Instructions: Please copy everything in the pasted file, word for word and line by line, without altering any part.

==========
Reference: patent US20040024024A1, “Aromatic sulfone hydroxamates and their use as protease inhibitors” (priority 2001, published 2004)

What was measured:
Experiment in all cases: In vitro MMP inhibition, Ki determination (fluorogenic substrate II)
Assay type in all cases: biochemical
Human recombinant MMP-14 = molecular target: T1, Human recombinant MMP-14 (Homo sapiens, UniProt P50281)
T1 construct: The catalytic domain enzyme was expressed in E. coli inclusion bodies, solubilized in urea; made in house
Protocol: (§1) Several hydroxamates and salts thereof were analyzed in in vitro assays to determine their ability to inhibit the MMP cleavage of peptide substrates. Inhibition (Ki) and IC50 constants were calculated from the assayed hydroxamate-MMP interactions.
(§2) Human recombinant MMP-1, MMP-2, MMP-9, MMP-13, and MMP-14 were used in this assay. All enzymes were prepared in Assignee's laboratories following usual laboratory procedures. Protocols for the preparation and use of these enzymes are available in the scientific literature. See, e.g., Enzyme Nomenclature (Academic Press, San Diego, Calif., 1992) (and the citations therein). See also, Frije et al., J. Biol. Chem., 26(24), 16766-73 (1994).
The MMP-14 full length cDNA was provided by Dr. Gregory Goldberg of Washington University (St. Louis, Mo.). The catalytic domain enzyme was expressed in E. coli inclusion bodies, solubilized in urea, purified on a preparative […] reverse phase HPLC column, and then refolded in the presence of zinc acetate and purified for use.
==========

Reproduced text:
Reference: patent US20040024024A1, “Aromatic sulfone hydroxamates and their use as protease inhibitors” (priority 2001, published 2004)

What was measured:
Experiment in all cases: In vitro MMP inhibition, Ki determination (fluorogenic substrate II)
Assay type in all cases: biochemical
Human recombinant MMP-14 = molecular target: T1, Human recombinant MMP-14 (Homo sapiens, UniProt P50281)
T1 construct: The catalytic domain enzyme was expressed in E. coli inclusion bodies, solubilized in urea; made in house
Protocol: (§1) Several hydroxamates and salts thereof were analyzed in in vitro assays to determine their ability to inhibit the MMP cleavage of peptide substrates. Inhibition (Ki) and IC50 constants were calculated from the assayed hydroxamate-MMP interactions.
(§2) Human recombinant MMP-1, MMP-2, MMP-9, MMP-13, and MMP-14 were used in this assay. All enzymes were prepared in Assignee's laboratories following usual laboratory procedures. Protocols for the preparation and use of these enzymes are available in the scientific literature. See, e.g., Enzyme Nomenclature (Academic Press, San Diego, Calif., 1992) (and the citations therein). See also, Frije et al., J. Biol. Chem., 26(24), 16766-73 (1994).
The MMP-14 full length cDNA was provided by Dr. Gregory Goldberg of Washington University (St. Louis, Mo.). The catalytic domain enzyme was expressed in E. coli inclusion bodies, solubilized in urea, purified on a preparative […] reverse phase HPLC column, and then refolded in the presence of zinc acetate and purified for use.